With contributions by Doaa Abdel-Motaal, Conrad Anker, Ryan Ashworth, Francesco Bandarin, Carlo Barbante, James N. Barnes, Thomas Barningham, Carlo Baroni, Susan Barr, Elisa Bergami, Marcelo Bernal, Anne-Marie Brady, Ralf Brauner, Cassandra M. Brooks, Shaun T. Brooks, Hugh Broughton, Bert Bücking, David Burrows, Sol Camacho, Sanjay Chaturverdi, Swadheet Chaturvedi, Christy Collis, Peter Convey, Geoff Cooper, Gabriele Coppi, Ilaria Corsi, Lino Dainese, Klaus Dodds, Julian Dowdeswell, Juan Du, Graeme Eagles, Tess Egan, Alexey Ekaykin, Fausto Ferraccioli, Joe Ferraro, James Rodger Fleming, Adrian Fox, William Fox, Bob Frame, Peter Fretwell, Jacopo Gabrielli, Hartwig Gernandt, Andrew Gerrard, Neil Gilbert, Karsten Gohl, Francis Halzen, Kael Hanson, Ursula Harris, Judith Hauck, Robert Headland, Beth Healey, Alan D. Hemmings, Adrian Howkins, Kevin A. Hughes, Andrew T. Hynous, Julia Jabour, Stéphanie Jenouvrier, Solan Jensen, Andrea Kavanaugh, Daniel Kiss, Georg Kleinschmidt, Alexander Klepikov, Peter Landschützer, Louis John Lanzerotti, Elizabeth Leane, Sang-Lem Lee, Inti Ligabue, Daniela Liggett, Bryan Lintott, Vladimir Y. Lipenkov, Cornelia Lüdecke, Arturo Lyon, James Madsen, Craig McCormack, Tony McGlory, Hans-Jürgen Meyer, Christel Misund-Domaas, Nicholas de Monchaux, Chiara Montanari, Michael Morrison, Teasel Muir-Harmony, John Nelson, Camilla Nichol, Miranda Nieboer, Anne Noble, Dirk Notz, Shaun O’Boyle, Madeleine O’Keefe, Nouschka Očenášek, Lawrence A. Palinkas, Scott Parazynski, Carolina Passos, Michael Pearson, Francesco Pellegrino, Rick Petersen, Katherina Petrou, Andrea Piñones, Jean-Yves Pirlot, Ceisha Poirot, Jean de Pomereu, Alexandre Ponomarev, Brian Rauch, Ron Roberts, Donald R. Rothwell, Juan Francisco Salazar, Jean-Baptiste Sallée, Sir Philippe Samyn, Bojan Šavrič, Mirko Scheinert, Didier Schmitt, Thomas Schramm, Daniel Schubert, Karen Nadine Scott, Cara Seitchek, Maria Ximena Senatore, Jonathan Shanklin, Yuri Shibaev, Tim Stephens, Pavel G. Talalay, Steve Theno, Paul Thur, Philip Trathan, David Vaughan, Emerson Vidigal, Claudio Willams, Gary Wilson and Angela Wright.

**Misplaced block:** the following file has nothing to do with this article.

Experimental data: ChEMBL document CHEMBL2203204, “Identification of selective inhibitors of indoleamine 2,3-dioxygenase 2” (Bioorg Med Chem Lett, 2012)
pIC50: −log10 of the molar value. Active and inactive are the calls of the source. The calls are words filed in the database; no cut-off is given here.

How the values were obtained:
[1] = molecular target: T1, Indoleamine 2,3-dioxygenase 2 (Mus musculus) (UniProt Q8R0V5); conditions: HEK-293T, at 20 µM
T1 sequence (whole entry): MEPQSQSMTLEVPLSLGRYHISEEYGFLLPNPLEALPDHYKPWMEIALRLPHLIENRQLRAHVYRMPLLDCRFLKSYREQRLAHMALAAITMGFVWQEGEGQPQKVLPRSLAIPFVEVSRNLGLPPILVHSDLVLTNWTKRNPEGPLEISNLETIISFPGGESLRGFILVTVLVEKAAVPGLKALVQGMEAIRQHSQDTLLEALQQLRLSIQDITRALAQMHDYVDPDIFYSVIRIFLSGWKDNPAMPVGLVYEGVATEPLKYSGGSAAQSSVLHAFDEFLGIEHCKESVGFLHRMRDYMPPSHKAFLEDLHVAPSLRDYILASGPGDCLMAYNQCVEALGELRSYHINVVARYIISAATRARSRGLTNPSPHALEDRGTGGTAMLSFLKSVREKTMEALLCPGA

Winner of the DAM Architectural Book Award 2021

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Borrowing Positions: Role-playing Design & Architecture. Ott Kagovere, Kaisa Karvinen, Tommi Vasko (Eds.). Lugemik

Posted in architecture, Artist Book, books, design on May 6th, 2022
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2nd Edition

A speculative book reflecting on design and architecture centred LARPs (Live Action Role-Play) organised by the Trojan Horse collective. The book is an exploration of Live Action Role-Play as a design and architecture research tool. By inviting the reader to try on different characters, switch roles and reconsider their everyday practices, the book aims to approach issues such as identity, performativity, gender, colonialism, care and fear in the context of architecture, design and urban planning.

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Harvard Design Magazine #45. Jennifer Sigler, Leah Whitman-Salkin (Eds.). Harvard University Graduate School of Design.